Running Questions - Answers
How do I properly use a foam roller?
Avatar Gian Swan
07 December 2017

I heard foam rollers can be painful to use, but are also very helpful. I’m curious if this is true, and is there a way to use them properly?

Answer :
Elizabeth Carlson
05 December 2017

"It hurts so good" is the name of the game when it comes to foam rolling. This simple device can be feared as a tool for torture, but hardly anything else compares when it comes to a cheap, affordable way to massage your tight muscles and speed up recovery. We have a great article you can refer to here that explains the basics of foam rolling. You will find several different types and styles of foam rollers on the market but they all do the same thing - they target tight muscle spots on your legs and, through repeated pressure rolled up and down the point of tension, the tightness slowly starts to unravel. This process of untightening usually is not without some pain and it definitely takes a bit of self discipline to push yourself to withstand the pain, but it is worth it! Your muscles will feel looser and more relaxed. You will be more recovered and better off for your next run because foam rolling increases the blood flow to those areas of tightness. In fact, regularly incorporating foam rolling into your training really helps avoid injury. If you allow your muscles to remain tight for too long, your body starts to overcompensate for the tightness and negatively impacts your running form, which often leads to injury.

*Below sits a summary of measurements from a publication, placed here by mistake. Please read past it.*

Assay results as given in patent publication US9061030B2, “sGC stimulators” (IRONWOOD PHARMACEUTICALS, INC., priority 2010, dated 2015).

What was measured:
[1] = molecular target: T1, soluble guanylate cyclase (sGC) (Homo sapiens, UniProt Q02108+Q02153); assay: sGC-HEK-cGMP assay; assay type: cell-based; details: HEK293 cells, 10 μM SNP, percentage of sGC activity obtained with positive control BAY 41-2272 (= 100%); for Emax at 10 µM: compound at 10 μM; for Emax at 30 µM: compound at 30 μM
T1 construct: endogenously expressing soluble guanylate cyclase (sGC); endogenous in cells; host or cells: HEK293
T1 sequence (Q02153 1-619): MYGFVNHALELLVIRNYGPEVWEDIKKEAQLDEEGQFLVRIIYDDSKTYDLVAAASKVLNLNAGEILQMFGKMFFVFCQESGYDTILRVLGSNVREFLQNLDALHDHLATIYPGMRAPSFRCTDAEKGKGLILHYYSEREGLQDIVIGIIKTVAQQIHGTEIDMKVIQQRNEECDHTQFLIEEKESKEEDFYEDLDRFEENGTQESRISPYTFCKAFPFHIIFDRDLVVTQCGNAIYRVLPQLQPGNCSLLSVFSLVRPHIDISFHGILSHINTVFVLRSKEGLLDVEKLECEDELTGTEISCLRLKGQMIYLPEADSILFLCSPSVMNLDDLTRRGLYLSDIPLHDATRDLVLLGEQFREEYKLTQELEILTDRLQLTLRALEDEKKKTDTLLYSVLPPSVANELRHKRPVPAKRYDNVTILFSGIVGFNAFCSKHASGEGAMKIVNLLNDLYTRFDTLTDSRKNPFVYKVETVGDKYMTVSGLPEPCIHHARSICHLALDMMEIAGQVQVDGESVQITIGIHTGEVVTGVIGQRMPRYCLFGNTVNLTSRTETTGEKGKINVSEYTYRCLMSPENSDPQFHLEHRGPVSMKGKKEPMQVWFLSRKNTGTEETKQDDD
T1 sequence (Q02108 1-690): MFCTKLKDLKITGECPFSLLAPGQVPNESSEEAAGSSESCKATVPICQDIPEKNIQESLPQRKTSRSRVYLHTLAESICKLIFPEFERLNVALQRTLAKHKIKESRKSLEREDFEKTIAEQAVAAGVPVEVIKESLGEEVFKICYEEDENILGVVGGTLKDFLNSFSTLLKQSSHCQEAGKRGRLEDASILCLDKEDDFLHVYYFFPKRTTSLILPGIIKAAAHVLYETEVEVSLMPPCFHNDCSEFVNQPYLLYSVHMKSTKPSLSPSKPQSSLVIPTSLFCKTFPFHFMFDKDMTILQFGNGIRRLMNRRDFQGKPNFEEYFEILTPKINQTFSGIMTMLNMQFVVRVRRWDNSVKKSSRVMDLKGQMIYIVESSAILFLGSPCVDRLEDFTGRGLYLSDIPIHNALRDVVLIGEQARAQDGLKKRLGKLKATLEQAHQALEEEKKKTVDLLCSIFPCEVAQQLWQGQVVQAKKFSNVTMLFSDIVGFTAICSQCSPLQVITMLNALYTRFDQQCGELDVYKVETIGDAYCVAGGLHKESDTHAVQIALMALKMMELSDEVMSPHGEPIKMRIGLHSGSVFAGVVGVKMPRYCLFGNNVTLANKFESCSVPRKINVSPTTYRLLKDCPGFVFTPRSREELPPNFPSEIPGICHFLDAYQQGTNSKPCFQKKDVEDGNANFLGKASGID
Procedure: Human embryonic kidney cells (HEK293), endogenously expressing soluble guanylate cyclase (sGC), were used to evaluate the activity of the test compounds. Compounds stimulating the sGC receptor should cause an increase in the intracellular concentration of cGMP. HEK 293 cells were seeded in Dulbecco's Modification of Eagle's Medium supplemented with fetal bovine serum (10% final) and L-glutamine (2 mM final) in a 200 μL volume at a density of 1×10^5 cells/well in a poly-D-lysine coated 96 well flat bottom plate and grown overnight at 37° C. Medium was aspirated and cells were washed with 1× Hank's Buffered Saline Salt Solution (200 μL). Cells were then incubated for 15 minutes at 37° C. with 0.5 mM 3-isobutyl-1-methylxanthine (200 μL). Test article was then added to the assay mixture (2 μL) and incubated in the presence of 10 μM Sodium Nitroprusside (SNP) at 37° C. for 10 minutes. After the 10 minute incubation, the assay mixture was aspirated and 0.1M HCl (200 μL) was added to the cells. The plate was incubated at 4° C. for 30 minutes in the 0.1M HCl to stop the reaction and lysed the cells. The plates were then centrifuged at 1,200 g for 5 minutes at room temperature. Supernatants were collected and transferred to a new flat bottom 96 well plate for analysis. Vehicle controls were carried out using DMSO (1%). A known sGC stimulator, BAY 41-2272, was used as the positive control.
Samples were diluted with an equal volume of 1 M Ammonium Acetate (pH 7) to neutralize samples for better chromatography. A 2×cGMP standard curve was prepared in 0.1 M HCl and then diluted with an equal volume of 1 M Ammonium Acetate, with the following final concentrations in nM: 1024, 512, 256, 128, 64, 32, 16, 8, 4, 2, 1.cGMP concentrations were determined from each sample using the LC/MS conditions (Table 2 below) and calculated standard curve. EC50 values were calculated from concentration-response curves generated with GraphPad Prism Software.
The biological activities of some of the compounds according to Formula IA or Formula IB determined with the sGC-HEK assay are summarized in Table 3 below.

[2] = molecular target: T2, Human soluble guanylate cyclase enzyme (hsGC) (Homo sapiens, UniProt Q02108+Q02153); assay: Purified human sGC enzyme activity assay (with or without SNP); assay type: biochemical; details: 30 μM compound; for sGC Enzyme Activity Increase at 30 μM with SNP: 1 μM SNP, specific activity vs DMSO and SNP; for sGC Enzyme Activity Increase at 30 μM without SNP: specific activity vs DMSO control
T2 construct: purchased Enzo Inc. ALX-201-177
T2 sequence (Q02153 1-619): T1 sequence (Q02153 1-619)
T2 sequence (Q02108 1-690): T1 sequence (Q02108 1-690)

Basically, place the foam roller under the area that is tight and use your body weight to roll back and forth. Probably the most common use for the foam roller is to loosen up the IT band - the band that runs along the outsides of your legs, from your hip to your shin. To foam roll the IT band, lay down on your side with the foam roller near your hip and roll your body over the foam roller so that it rolls down the length of your leg. The more weight you put on it, the greater the pressure (and probably the pain) but the faster the recovery time! The same principles of weight distribution can be applied to other areas of tightness, including the calves, quads, hamstrings, and back.


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